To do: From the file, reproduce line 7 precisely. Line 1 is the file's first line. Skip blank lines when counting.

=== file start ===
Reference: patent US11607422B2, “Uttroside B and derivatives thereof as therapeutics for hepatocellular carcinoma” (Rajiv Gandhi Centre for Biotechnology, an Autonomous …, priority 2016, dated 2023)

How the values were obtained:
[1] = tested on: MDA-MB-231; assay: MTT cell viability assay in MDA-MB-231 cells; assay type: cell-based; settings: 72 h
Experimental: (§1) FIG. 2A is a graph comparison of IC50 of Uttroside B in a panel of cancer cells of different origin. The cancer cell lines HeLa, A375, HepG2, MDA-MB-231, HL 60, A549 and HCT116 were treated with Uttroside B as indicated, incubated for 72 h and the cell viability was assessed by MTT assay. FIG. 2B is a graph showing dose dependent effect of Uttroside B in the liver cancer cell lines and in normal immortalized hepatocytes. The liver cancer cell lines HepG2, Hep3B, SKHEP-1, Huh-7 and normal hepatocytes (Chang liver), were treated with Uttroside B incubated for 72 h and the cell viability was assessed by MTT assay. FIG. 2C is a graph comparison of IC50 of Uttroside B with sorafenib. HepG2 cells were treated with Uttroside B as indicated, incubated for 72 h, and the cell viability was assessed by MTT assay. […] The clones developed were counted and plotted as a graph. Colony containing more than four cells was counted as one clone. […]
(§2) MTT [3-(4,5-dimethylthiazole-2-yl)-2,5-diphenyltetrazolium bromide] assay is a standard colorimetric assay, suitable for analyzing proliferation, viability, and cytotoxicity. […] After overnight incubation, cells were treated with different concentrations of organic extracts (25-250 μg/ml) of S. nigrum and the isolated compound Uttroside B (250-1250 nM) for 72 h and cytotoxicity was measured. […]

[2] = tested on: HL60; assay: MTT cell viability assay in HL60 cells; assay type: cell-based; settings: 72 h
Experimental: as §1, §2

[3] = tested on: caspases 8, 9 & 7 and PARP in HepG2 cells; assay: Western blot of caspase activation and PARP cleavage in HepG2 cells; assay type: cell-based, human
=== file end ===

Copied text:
Experimental: as §1, §2